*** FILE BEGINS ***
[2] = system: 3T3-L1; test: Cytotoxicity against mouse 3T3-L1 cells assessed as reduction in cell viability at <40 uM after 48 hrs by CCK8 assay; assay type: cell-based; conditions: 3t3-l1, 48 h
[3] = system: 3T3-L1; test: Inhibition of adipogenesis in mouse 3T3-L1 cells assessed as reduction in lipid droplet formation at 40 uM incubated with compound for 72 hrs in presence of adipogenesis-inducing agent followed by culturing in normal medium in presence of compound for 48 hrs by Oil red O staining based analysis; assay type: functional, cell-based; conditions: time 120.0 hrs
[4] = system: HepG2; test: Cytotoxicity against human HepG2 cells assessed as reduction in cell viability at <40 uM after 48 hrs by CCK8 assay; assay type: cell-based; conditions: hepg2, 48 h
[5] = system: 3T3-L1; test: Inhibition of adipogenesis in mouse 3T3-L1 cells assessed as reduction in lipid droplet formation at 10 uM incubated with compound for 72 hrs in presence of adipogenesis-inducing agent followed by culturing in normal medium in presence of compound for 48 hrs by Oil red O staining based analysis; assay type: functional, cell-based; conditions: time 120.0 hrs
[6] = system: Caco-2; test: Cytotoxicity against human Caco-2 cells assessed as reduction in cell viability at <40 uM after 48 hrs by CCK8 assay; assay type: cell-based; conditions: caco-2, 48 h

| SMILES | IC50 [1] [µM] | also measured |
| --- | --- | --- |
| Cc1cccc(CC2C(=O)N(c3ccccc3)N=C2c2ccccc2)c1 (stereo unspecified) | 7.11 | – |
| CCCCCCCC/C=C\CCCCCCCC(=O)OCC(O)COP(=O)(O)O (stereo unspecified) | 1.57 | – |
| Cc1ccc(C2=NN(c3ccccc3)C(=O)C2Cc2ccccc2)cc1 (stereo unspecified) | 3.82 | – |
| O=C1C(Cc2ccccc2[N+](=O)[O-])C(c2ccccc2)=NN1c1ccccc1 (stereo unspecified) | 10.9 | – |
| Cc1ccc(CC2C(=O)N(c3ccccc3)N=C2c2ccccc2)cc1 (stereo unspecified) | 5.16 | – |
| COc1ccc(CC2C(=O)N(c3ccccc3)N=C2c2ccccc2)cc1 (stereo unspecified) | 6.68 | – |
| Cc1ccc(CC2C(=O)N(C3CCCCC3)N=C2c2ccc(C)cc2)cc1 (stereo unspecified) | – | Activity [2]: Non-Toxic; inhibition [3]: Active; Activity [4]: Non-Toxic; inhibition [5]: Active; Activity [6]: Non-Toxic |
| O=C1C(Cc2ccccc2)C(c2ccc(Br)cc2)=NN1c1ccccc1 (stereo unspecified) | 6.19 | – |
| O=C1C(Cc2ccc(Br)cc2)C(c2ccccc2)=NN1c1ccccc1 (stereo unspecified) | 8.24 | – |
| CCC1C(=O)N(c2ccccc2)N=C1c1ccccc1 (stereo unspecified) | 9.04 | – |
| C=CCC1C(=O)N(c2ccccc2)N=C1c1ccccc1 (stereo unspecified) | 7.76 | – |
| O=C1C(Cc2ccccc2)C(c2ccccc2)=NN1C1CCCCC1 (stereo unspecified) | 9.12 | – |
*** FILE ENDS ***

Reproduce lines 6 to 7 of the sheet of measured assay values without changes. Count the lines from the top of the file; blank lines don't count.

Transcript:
| SMILES | IC50 [1] [µM] | also measured |
| --- | --- | --- |